Yeshiva University Establishes Scholarship Fund in Honor of Sheldon Gelman, Longest Serving Dean of Any North American Social Work School
Some 40-plus years ago, Sheldon Gelman was starting what he envisioned would be a long and fulfilling career as a social worker, providing counseling and services to children with special needs and disabilities at an agency in central Pennsylvania. As part of his work, he was also asked to help supervise a group of social work students from nearby Penn State University.
What hasn’t been a fluke has been Gelman’s unparalleled success over the past 21 years as the dean of the Wurzweiler School of Social Work at Yeshiva University. Indeed, when he steps down from the position—formally the Dorothy and David I. Schachne Deanship—in September to return to research and teaching, he will have already been the longest tenured current dean of a social work school in North America by many years.
“The length of my tenure is certainly unusual,” said Gelman. “The average term of service for a social work school dean is about five years, so I’ve quadrupled that. What can I say, I’ve loved the job.”
And the students, faculty, alumni—not to mention his many peers in the social work profession—love him. Indeed, in his honor, Yeshiva University has established the Dr. Sheldon R. Gelman Scholarship Fund and, thanks to the generosity of so many of those who have been touched by Gelman over the years, more than $125,000 has already been donated for the initiative. Monies from the fund will be used to provide scholarship support for future generations of social work students.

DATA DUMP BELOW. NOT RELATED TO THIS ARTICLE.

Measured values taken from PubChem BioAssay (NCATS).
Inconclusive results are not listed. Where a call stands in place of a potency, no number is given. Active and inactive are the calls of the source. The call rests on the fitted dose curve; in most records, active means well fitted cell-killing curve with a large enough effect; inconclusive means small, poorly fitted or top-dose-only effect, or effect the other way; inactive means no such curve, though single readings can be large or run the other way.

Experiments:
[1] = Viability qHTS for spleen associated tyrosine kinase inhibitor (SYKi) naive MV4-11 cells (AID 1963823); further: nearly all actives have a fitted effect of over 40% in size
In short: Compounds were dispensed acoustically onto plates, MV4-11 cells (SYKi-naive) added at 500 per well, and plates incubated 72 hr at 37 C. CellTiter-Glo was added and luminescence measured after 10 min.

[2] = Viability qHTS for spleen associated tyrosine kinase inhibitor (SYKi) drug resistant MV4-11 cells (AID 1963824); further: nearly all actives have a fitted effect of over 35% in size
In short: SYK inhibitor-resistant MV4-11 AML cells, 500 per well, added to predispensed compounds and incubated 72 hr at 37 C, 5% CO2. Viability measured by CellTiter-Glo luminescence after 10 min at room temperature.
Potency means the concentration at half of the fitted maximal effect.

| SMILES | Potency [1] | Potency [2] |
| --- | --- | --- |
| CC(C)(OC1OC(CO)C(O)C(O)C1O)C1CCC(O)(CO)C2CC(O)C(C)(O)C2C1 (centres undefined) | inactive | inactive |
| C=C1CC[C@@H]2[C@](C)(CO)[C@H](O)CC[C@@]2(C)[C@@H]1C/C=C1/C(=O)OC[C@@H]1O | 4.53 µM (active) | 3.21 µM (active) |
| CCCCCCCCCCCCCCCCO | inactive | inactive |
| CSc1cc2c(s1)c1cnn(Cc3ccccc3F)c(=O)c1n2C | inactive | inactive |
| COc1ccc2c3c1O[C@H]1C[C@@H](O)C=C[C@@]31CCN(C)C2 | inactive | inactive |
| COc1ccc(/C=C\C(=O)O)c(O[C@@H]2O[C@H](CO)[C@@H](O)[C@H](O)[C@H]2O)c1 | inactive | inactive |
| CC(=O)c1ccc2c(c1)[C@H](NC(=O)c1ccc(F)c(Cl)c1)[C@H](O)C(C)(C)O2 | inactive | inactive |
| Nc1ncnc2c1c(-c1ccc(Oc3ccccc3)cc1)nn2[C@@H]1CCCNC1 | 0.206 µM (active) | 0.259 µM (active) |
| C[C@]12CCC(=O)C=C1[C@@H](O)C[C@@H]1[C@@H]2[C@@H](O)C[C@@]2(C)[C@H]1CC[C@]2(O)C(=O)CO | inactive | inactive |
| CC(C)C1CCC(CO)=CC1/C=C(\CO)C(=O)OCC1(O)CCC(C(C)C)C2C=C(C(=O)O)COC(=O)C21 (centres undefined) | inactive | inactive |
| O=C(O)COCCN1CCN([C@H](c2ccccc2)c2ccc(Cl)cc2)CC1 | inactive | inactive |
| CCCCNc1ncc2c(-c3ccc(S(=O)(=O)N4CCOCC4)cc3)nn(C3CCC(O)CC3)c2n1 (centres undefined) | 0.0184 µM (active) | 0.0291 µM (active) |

Recently, the New York State Assembly has issued a proclamation in Gelman’s honor and he has received an official letter from New York City Mayor Michael Bloomberg recognizing his service. He was also presented with awards from the Latino Task Force of the National Association of Social Workers (NASW) and the New York City Children’s Services. In 2009, he was named a “Social Work Pioneer “ by NASW and last year was elected a fellow of the New York Academy of Medicine.
“For nearly a quarter of a century, Dean Sheldon Gelman has nurtured, sustained and advanced Yeshiva University’s Wurzweiler School of Social Work into a force for good, the impact of which is felt around the world,” said YU President Richard M. Joel. “With passion and commitment, Dean Gelman has championed the nobility of his profession and sent forth thousands of students to serve humanity.”
Dr. and Mrs. Schachne echoed these sentiments, noting that it has been a “great honor to have Dean Gelman as the first Schachne Dean at Wurzweiler. Through his life’s work of giving teachers and students the tools to help those in need, Dean Gelman has represented Yeshiva University with the highest distinction…Dean Gelman has been our guide, our mentor and our leader, as well as our friend. Although he is retiring, we know that his teachings and example will endure in the acts of those who follow. We are grateful to him and wish him and his family health and peace.”